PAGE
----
Shared at Good Morning Mondays, Mostly Homemade Mondays, Make Your Home Sing Monday, Homemade Mondays, The Art of Homemaking Mondays, Wildcrafting Wednesday, Homestead Blog Hop, Maple Hill Hop, Tuesdays with a Twist, MisAdventures Monday, Our Simple Homestead, Green Thumb Thursday, Weekend Blog Hop, Awesome Life Friday, From the Farm, Front Porch Friday, Farmgirl Friday, Simple Saturdays, Simply Natural Saturdays, Tuesday Garden Party



 
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Kristi Stone

Kristi Stone

Honestly? I'm the author of this blog...sometimes. My family and I live in Sunny Southern California on a one acre hobby farm where we are working diligently to one day produce our dairy, eggs, and produce. That takes A LOT of work, so if you don't hear from me as soon as you'd like, give me a shout out in the comments and I'll chat back as soon as I can between the garden, goat kids, chickens, husband, human kids, and playing with my grandboy, Kieran. And in the mean time, if you'd like to see more frequently what goes on at our farm, please feel free to join my Facebook group (see the right column) where I am more active. I'd love to get to know you! ­čÖé
Kristi Stone

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Comments

  1. Great printable – your hit and miss could actually have more to do with the drought your state has been experiencing for what seems like forever.. Rain water or well water if you have that option is a better source of watering for your plants in addition fertilizing. I started collecting rain water a few years ago and it made a huge difference.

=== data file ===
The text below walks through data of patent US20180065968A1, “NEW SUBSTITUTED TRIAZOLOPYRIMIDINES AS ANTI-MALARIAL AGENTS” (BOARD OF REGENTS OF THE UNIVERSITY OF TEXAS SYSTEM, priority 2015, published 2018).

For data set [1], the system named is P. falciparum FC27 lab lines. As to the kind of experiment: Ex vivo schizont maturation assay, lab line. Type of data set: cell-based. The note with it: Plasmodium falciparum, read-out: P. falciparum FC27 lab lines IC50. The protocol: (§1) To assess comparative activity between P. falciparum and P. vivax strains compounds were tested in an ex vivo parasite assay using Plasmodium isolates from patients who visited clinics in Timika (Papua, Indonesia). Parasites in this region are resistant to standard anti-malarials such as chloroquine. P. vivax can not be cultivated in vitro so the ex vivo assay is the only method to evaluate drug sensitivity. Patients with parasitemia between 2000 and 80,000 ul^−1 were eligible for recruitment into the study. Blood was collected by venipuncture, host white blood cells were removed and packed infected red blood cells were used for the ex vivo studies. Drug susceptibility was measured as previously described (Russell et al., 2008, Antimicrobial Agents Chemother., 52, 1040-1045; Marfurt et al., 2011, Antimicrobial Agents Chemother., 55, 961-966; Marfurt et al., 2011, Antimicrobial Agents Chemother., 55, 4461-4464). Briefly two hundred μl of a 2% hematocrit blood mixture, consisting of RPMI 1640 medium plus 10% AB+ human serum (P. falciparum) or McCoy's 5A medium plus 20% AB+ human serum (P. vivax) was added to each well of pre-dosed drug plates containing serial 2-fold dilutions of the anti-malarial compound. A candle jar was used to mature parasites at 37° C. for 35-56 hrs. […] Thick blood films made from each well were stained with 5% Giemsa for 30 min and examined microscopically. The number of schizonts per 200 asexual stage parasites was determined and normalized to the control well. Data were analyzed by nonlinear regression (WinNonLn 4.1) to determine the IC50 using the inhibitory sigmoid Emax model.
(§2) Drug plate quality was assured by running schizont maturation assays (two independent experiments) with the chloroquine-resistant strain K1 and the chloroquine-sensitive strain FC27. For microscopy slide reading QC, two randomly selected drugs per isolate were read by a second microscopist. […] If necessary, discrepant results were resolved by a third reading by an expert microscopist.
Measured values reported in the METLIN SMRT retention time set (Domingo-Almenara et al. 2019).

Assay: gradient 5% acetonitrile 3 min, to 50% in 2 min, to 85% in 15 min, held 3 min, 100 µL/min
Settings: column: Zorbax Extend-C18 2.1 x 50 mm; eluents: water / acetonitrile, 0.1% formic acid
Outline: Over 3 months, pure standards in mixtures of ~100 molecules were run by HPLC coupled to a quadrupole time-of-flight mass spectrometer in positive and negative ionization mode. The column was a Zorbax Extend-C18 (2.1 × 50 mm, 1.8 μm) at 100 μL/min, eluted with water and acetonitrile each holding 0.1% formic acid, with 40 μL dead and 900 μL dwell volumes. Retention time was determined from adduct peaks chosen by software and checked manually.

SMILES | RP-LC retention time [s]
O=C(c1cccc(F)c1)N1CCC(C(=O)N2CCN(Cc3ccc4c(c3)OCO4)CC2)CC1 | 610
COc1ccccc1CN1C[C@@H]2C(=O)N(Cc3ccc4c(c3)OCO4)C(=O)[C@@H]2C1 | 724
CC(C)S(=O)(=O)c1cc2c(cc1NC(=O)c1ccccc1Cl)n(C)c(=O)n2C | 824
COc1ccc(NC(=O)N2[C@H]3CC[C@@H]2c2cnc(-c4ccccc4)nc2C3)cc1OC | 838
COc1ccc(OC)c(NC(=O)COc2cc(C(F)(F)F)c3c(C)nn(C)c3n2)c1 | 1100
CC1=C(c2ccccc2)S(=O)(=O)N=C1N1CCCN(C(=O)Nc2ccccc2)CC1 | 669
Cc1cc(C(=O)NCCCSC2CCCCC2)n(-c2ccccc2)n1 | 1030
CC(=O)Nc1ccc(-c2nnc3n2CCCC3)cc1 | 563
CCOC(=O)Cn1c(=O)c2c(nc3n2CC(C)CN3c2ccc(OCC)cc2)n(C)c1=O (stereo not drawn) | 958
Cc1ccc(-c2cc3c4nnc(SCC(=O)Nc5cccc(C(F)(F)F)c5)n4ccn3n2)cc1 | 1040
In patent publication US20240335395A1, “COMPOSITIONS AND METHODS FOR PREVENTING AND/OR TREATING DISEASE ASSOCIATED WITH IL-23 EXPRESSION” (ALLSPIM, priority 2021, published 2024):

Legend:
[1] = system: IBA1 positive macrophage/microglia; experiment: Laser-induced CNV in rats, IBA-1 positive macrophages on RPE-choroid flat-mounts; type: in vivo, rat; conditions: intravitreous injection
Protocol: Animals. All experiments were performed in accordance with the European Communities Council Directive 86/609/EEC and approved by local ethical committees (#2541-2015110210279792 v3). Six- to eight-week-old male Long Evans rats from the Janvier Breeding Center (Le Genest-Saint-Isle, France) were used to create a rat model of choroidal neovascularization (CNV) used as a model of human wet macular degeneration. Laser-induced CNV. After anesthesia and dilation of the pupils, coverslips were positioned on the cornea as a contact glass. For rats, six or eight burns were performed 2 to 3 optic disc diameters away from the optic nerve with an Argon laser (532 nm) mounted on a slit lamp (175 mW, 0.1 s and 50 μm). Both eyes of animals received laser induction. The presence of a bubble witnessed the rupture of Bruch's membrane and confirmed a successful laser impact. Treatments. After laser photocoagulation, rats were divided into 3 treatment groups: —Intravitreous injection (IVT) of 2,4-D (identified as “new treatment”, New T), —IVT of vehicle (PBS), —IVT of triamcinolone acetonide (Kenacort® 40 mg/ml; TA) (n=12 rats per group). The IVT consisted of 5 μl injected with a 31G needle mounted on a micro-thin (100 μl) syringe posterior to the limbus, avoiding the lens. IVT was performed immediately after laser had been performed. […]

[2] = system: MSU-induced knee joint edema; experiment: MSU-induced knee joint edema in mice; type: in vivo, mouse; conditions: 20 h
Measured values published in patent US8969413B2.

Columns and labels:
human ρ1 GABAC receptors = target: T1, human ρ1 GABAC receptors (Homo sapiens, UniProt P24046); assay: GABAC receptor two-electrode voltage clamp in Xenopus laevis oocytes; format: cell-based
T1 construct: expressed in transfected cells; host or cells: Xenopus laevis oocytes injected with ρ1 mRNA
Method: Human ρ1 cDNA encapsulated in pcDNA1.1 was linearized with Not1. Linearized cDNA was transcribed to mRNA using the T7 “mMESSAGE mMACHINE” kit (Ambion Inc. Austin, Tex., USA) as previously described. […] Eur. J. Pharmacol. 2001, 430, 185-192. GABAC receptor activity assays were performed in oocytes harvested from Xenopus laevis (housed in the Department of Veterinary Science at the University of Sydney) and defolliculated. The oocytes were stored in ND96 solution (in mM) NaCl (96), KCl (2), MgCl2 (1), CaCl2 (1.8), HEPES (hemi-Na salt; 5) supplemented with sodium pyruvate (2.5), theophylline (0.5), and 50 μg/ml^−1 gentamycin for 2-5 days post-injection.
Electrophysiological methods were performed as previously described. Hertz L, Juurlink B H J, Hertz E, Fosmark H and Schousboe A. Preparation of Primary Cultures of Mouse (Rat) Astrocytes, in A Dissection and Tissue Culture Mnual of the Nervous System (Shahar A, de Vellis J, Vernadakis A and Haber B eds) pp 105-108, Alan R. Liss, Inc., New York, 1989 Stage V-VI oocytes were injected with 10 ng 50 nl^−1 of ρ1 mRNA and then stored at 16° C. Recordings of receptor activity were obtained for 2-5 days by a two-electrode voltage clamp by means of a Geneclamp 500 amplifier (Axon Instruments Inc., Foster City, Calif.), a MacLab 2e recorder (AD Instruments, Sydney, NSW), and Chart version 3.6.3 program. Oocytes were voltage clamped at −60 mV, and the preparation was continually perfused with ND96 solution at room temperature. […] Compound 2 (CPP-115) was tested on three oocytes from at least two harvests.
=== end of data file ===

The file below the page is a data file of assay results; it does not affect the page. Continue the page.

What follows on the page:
Carole

    • You are probably right, Carole. And on the rain water point—YES exactly. We don’t get nearly enough rain to collect, but we are working on a system to collect what we can for the garden. I can’t believe the difference in growth and health of the plants that get a good drink from the sky versus one from the soaker hose, that’s for sure.

      Our city is on a well water + city water system (74% well + 26% city) from what I understand, so we might be in a better situation than we were at the old place. Already my harvest of zucchini has been much better than at the old house, so there is that. It could also be because I have been harvesting when the squash is 4 inches, which is something I didn’t do before for some reason.

      In any case, I’ll be keeping an eye out for differences throughout the seasons. I’m really hoping that there will be a significant difference because of good recordkeeping, study, and change of location.

  2. You sound like me when I talk about my organization and lack of using it in the garden. It was surprising to hear someone else experiencing the same thing. It sounds like you have the determination to make your situation work and will do what needs to be done. Thanks for sharing this post on The Maple Hill Hop!

    • Oh Daisy, I have just GOT to get this under control, especially in the area of having new plants ready to replace old, tired ones. It’s no longer going to work to just plant seeds in the dirt once per season if we are going to have more of a harvest than from just 2-3 plants! ­čÖé